The end portions of the lever arms 33 and 34 are bent toward each other at right angles to the parallel planes of the bell-cranks 3| and 32 and are provided with upstanding ends which receive a pivot pin 44. The pivot pin 44 pivotably secures one end of a connecting link 45 between the ends of the lever arms 33 and 34. The other end of the connecting link 45 is pivotably connected to the sleeve 46, which is slidably mounted on the handle 20.

The operation of a mop constructed according to this invention is as follows: When the operator wishes to wring out the mop, the operator grasps the handle 28 in one hand and with the other hand pushes down on the sleeve 46, which slides down the handle. As the sleeve 46 slides down the handle, the connecting link 45 causes the bell-cranks 3| and 32 to pivot about their coaxial pivot pins, depressing the plate 3 which pivots about the hinge pin l4. The rollers 4| and 42 traverse the face of the plate 3 as it pivots about the hinge pin l4, first toward the parting line |3 and then, after the plate 3 has pivoted more than 90, toward the outside edge until, after the plate 3 has been rotated approximately 180, the rollers 4| and 42 engage the plate 3 at the point of maximum leverage about the hinge pin M, as shown in Fig. 2. This mechanical advantage is further increased by the leverage afforded by the bell-cranks 3| and 32. Thus, the operator may subject the sponge blocks I and I2 to a tremendous pressure by the application of a small force on the sleeve 46.

When the plate 3 has been pivoted 180, it will be parallel to plate 4, but spaced therefrom a distance twice the amount of offset of the hinge pin 4. Because the plates 3 and 4 are parallel to each other when in the position shown in Fig. 2, the sponges H and I2 will be fully and evenly compressed between the plates and the soiled liquid absorbed by them will be satisfactorily expressed therefrom. Because the sponge blocks separate along the parting line |3 as the plate 3 is pivoted, there will be no tendency for the sponges to be pinched adjacent the hinge 5. To return the plates to their normal co-planar position after the sponges are wrung out, the operator simply releases the sleeve 46 and the spring hinge 5 snaps the plates back to the normal position.

It is apparent from Fig. 1 that the upward movement of the adjustable mop handle I is lim ited by the ends of the lever arms 33 and 34 and that the downward movement is limited by the plate 4. The handle may be set at any position between these limits without affecting the operation of the mop-wringing linkage, the adjustment in the angle of the mop handle simply changing the normal position of the sleeve 46 on the handle 2|] and varying the angle of the connecting link to the handle 20.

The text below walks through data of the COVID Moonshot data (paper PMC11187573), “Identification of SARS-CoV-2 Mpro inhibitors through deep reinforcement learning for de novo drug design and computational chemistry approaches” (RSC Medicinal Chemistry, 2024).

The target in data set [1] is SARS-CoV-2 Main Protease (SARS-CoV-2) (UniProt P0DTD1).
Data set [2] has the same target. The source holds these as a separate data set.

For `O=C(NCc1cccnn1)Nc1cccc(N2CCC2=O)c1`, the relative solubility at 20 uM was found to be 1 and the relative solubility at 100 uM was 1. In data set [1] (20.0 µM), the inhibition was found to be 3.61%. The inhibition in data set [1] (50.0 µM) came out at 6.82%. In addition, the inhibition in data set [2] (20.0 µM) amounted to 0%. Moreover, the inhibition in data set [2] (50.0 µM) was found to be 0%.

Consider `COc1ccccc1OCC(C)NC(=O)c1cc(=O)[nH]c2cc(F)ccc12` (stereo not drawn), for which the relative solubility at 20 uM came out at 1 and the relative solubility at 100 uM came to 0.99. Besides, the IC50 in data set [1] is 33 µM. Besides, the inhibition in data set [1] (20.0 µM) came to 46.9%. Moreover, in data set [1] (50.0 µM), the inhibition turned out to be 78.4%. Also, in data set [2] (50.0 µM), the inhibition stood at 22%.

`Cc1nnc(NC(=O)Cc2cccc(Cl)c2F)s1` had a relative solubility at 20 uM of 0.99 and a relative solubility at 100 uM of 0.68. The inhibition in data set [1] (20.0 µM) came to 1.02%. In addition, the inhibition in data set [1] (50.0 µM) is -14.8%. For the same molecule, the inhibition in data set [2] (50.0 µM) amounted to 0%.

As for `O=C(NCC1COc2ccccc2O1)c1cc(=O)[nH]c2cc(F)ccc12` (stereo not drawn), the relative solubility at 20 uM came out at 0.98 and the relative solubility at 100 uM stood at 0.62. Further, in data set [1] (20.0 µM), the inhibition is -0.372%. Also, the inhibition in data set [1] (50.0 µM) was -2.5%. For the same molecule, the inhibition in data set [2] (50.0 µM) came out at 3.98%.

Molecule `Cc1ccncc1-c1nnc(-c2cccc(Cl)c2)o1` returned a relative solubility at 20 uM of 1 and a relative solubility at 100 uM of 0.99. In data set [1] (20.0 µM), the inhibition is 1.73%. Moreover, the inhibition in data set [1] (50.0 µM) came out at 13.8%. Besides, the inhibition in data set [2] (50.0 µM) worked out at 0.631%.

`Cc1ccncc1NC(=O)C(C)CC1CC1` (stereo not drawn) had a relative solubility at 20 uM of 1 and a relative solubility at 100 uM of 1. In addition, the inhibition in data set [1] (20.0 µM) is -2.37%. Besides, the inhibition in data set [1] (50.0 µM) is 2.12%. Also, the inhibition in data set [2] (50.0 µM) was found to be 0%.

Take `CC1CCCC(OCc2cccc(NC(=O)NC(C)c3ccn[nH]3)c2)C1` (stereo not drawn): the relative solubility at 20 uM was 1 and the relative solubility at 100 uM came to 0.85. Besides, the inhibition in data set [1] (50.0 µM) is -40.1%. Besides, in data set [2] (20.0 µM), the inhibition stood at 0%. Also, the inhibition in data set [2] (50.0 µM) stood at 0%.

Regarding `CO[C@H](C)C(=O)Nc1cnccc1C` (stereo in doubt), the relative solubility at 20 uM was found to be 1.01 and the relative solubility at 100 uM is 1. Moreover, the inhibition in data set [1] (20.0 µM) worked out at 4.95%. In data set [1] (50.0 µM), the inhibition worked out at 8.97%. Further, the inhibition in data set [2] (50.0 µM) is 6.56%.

It may be desirable, however, to have the handle 20 fixed with respect to the mop head I, as shown in Fig. 4. This may be accomplished by substituting for the pair of U brackets a single and wider U bracket having an upstanding central member 50. This central member 50 terminates in a pair of straps 5| which substantially encircle the end of the handle 20. A wing nut and bolt 53 passes through the ends of the straps 5|, and by tightening the wing nut and bolt, the handle 20 is secured at a fixed angle to the mop head I. When the angularity of the handle is fixed, as in Fig. 4, it may be desirable to form the arcuate arms and the lever arms of the bellcranks separately and then to rivet them together to form an integral bell-crank. Thus, in Fig. 4, the arcuate arm 35a is formed separately from the lever arm 34a, the two being secured together as an integral bell-crank by the rivet and the pivot pin 38a. The angularity between the arcuate arm 36a and the lever arm 34a is preferably such that, with the roller 42 engaging the plate 3 in the normal position, the end of the lever arm 34a bears against the handle 20. By so constructing the bell-crank arms, the mopwringing linkage is maintained in a fixed position while the mop is in use and rattling and jarring of the linkage is prevented.